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It was the best of times, it was the worst of times, to trade Darcy Kuemper

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Making sense of how we got to this place with Darcy Kuemper

NHL: Calgary Flames at Minnesota Wild Brad Rempel-USA TODAY Sports

The story of Darcy Kuemper is laden with drama. He’s been through a lot with the Minnesota Wild, and when you start to think about it, it’s no wonder he gets trapped inside his own head at times. Kuemper was touted as the next number 1, but those expectations have never been realized. Is this more a product of his performance? Or could the organization be partly to blame for his fall from grace?

To figure it out, we have to go back to the beginning.

Darcy Kuemper was born on May 5th, 1990 in Saskatoon, Saskatchewan Canada...

Alright, maybe we don’t need to go that far back.

Darcy Kuemper’s career in the NHL started in the 6th round of the 2009 NHL Entry Draft. Kuemper was the 2nd goaltender the Wild drafted in 2009, behind the Wild’s 3rd round selection of Matt Hackett. The table was set, almost immediately, for a goalie battle between the 2 draft choices. Who would be the future, and who would be the fodder.

By most accounts, Matt Hackett had the edge. Hackett’s road to the NHL was nearly set in stone. He earned his first call-up in late November of 2011, and saw his first action on December 6th, 2011 when he came in relief of Josh Harding. Harding was injured early in the game against the San Jose Sharks, thrusting Hackett into duty. He stopped all 34 shots he faced in the Wild’s 2-1 victory that day.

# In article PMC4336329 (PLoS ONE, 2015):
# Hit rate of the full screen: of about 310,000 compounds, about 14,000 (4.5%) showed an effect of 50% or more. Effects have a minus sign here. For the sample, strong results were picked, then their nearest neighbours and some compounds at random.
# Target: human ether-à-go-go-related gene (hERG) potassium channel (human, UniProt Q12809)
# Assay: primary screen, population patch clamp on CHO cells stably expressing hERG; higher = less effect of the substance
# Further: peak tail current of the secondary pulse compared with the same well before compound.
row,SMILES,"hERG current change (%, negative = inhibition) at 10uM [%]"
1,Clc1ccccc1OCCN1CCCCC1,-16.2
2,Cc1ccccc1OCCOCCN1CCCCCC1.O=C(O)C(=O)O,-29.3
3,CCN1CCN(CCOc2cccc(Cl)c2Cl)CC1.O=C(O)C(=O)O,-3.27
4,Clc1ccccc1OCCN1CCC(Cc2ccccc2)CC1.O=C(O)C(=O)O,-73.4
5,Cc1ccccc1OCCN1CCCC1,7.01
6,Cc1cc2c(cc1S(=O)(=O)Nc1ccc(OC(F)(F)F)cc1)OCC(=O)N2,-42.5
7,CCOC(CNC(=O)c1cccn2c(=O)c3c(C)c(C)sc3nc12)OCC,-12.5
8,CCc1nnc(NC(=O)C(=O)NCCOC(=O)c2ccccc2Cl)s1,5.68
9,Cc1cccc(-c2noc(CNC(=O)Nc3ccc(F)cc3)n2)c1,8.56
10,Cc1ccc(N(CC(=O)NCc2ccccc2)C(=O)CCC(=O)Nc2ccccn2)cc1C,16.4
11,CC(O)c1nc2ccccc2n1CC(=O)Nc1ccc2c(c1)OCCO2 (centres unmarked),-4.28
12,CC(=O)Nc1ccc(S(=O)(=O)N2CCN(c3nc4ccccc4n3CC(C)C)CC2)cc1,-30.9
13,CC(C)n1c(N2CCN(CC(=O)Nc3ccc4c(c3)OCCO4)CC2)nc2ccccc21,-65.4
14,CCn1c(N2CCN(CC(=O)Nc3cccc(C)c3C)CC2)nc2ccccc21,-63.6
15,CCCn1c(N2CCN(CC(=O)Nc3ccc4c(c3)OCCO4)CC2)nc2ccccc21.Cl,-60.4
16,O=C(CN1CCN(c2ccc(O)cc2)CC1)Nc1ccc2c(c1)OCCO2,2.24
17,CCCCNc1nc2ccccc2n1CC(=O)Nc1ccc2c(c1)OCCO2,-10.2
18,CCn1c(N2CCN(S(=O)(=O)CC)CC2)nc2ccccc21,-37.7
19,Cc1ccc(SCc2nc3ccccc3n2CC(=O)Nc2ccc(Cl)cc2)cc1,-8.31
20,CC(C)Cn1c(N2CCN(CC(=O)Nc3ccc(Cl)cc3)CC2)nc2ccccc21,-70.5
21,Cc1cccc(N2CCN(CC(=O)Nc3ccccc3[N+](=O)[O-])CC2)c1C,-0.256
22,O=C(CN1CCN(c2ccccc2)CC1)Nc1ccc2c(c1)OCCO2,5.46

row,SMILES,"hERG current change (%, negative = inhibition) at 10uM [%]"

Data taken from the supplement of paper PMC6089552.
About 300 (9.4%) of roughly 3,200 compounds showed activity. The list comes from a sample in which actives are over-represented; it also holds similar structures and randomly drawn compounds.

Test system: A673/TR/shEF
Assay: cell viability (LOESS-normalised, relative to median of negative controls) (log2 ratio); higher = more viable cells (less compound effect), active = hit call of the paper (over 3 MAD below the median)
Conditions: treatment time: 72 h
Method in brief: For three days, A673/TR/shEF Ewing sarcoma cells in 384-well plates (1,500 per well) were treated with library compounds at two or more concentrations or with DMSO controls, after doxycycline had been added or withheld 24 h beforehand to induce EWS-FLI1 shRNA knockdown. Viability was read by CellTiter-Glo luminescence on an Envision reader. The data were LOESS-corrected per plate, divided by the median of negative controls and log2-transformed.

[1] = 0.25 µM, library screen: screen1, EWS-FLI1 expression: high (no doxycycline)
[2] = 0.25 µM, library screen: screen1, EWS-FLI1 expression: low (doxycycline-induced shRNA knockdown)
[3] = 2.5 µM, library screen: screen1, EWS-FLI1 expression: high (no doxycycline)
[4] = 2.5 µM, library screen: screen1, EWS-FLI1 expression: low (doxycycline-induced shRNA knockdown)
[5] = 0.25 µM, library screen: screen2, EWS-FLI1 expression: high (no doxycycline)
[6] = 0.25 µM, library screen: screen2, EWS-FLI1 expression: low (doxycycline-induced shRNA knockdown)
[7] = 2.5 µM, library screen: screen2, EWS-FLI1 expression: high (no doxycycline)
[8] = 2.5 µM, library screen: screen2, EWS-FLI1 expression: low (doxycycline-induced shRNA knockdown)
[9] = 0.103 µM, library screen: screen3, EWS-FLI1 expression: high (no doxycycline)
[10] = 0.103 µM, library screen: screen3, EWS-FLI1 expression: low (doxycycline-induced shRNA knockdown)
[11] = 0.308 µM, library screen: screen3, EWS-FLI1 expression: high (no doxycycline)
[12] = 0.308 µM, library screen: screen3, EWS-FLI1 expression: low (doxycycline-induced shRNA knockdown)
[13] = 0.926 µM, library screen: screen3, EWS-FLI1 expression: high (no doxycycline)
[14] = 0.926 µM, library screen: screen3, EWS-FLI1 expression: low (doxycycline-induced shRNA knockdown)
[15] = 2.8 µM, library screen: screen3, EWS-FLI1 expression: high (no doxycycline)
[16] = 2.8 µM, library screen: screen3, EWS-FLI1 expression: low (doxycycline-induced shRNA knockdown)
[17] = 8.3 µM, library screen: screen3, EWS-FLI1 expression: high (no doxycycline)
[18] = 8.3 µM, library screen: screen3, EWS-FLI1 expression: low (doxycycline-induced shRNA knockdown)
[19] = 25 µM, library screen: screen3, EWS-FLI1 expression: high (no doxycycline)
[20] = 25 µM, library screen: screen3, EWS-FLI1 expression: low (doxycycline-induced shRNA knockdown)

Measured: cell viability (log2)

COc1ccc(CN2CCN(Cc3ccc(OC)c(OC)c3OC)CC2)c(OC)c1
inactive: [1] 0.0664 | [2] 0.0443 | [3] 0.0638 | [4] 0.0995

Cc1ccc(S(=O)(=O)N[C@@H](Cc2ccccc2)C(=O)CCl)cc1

Kuemper would not earn his first call to action until February of 2013. He was recalled as Josh Harding was suffering from symptoms of MS. His first game would come at home against the Detroit Red Wings on February 17th. He stopped 29 of 31 shots in a 3-2 victory over the Red Wings.

Kuemper’s confidence would be bolstered further, and his future with the organization seemed to solidify when Hackett, along with Wild prospect Johan Larsson, were dealt in a trade deadline deal on April 3rd, 2013 to the Buffalo Sabres for Jason Pominville. Kuemper would now stand alone atop the throne of the Wild’s future netminder depth chart.

For any young netminder, having what had been considered the future netminder for an organization traded away has to boost your personal morale. The team was essentially telling Kuemper that he was the future, as long as he showed he had what it took to succeed at an NHL level. The Wild’s desire to win now wasn’t something that afforded Kuemper any time for growing pains between the pipes. Tag teaming the win now mentality, was a goaltending situation no organization envied.

Harding’s health pockmarked his career. A dual ACL/MCL tear in a preseason game against the St. Louis Blues in 2010 spoiled his campaign that season, and MS cut his career short as he missed increasingly more time to the debilitating disease. Not to mention that Harding literally kicked off the 2014 season in the infirmary.

Things weren't looking any better with the Wild's other "NHL level" goaltender. Niklas Backstrom's decline was in full swing. His save percentage was plummeting while his goals against average grew at a steady pace. It was beyond clear that age was catching up with the Wild's long-time number 1 guard.

So it seemed the Wild's success hinged on Darcy Kuemper. No pressure kid.

Kuemper sputtered, as did the whole team in the depths of winter in the 2013-14 season. He dealt with concussion symptoms for nearly three weeks on the stretch run toward the post-season. The team’s annual December/January vacation from winning. So this kid, who had seen nothing but clear skies and calm seas, started catching glimpses of his first squall on the horizon. His name was Ilya Bryzgalov.